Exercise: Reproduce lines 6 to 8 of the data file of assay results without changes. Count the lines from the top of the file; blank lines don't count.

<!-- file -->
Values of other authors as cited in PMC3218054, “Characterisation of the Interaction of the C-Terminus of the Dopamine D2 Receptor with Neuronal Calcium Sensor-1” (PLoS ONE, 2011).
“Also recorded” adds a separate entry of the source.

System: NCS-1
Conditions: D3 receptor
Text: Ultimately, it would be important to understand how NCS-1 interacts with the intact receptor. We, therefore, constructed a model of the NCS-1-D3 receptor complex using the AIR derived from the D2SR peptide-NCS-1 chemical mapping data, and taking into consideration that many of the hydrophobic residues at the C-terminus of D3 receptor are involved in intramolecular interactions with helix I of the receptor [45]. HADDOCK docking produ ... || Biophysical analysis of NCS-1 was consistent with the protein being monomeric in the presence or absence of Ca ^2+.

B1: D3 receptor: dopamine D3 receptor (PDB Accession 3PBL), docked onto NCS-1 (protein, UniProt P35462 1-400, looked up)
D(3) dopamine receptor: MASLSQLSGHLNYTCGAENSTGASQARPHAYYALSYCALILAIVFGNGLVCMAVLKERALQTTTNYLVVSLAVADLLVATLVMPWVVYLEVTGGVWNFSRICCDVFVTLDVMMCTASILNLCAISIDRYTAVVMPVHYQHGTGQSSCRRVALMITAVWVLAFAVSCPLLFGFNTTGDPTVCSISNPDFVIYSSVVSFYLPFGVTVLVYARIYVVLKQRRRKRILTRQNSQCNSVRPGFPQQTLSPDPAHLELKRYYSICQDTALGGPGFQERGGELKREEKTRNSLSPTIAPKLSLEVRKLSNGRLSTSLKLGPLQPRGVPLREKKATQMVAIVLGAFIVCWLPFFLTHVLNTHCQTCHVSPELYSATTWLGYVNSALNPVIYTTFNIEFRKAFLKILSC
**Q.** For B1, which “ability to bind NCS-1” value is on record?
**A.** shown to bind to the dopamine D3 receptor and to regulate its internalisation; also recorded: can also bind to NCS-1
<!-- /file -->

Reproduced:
B1: D3 receptor: dopamine D3 receptor (PDB Accession 3PBL), docked onto NCS-1 (protein, UniProt P35462 1-400, looked up)
D(3) dopamine receptor: MASLSQLSGHLNYTCGAENSTGASQARPHAYYALSYCALILAIVFGNGLVCMAVLKERALQTTTNYLVVSLAVADLLVATLVMPWVVYLEVTGGVWNFSRICCDVFVTLDVMMCTASILNLCAISIDRYTAVVMPVHYQHGTGQSSCRRVALMITAVWVLAFAVSCPLLFGFNTTGDPTVCSISNPDFVIYSSVVSFYLPFGVTVLVYARIYVVLKQRRRKRILTRQNSQCNSVRPGFPQQTLSPDPAHLELKRYYSICQDTALGGPGFQERGGELKREEKTRNSLSPTIAPKLSLEVRKLSNGRLSTSLKLGPLQPRGVPLREKKATQMVAIVLGAFIVCWLPFFLTHVLNTHCQTCHVSPELYSATTWLGYVNSALNPVIYTTFNIEFRKAFLKILSC
**Q.** For B1, which “ability to bind NCS-1” value is on record?